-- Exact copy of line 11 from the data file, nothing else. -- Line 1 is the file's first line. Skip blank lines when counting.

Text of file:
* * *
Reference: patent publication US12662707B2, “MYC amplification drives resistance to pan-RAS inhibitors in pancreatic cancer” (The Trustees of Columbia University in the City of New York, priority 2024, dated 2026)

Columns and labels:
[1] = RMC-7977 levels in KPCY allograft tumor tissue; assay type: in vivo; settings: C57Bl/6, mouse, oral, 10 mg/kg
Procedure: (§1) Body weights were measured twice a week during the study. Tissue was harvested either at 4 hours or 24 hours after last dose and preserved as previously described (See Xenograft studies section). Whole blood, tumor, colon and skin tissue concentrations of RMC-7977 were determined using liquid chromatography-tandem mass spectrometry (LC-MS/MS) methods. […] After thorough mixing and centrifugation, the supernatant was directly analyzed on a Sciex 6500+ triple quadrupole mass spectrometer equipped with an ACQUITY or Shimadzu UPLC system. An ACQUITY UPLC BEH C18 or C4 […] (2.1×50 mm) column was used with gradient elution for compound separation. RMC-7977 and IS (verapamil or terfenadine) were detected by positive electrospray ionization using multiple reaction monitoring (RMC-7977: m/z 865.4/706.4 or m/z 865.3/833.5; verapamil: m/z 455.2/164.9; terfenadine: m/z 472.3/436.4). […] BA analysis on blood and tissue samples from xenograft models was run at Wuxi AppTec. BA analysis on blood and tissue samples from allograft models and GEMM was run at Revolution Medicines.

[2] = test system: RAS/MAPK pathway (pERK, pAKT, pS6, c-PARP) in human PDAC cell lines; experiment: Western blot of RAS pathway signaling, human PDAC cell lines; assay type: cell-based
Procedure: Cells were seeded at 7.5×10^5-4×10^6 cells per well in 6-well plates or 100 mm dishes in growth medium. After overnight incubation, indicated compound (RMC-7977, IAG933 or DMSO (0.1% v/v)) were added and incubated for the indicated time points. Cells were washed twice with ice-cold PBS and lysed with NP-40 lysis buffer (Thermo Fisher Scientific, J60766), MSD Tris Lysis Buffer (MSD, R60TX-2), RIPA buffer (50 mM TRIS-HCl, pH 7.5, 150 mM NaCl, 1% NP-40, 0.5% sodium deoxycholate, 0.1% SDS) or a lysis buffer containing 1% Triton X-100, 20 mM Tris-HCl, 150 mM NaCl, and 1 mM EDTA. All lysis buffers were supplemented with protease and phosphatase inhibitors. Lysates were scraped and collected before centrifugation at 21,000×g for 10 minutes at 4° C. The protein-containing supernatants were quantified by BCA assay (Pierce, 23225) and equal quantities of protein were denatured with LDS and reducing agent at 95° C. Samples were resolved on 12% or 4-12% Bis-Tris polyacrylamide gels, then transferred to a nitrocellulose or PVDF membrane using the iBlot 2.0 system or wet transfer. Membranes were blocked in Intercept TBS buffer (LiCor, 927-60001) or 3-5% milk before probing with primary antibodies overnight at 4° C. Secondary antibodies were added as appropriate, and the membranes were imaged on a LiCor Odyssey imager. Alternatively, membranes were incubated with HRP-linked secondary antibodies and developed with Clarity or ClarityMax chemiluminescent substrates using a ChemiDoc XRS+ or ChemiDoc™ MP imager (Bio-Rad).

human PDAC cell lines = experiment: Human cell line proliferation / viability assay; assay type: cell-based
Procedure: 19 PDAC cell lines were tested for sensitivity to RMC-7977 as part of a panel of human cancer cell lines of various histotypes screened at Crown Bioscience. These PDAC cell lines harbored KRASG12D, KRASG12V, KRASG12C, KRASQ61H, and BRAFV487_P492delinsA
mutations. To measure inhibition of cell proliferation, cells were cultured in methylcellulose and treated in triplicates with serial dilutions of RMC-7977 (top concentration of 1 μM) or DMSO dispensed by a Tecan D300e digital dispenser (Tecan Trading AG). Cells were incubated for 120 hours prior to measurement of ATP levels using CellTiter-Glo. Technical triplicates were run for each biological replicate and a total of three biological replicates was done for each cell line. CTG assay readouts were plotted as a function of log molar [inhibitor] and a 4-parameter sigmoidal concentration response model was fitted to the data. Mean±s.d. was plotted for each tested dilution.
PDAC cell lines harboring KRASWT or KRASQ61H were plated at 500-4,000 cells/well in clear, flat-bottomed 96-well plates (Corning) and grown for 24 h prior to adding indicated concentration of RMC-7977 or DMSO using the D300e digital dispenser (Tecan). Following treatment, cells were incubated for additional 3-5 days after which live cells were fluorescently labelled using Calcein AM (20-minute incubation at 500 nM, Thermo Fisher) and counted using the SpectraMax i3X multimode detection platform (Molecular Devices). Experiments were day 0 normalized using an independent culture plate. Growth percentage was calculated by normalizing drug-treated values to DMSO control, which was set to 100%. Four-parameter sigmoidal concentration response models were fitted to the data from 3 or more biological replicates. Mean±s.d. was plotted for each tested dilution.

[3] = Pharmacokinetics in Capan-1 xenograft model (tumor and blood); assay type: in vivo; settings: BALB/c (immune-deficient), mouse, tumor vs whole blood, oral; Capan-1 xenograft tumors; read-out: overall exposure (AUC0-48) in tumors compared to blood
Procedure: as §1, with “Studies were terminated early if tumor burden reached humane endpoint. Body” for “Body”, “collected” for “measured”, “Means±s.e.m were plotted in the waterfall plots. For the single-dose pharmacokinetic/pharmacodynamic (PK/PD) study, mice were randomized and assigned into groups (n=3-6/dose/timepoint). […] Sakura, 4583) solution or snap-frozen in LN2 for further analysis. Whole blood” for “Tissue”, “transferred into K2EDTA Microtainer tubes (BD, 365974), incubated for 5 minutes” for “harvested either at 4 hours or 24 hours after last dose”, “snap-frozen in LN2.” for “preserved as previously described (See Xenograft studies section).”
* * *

[3] = Pharmacokinetics in Capan-1 xenograft model (tumor and blood); assay type: in vivo; settings: BALB/c (immune-deficient), mouse, tumor vs whole blood, oral; Capan-1 xenograft tumors; read-out: overall exposure (AUC0-48) in tumors compared to blood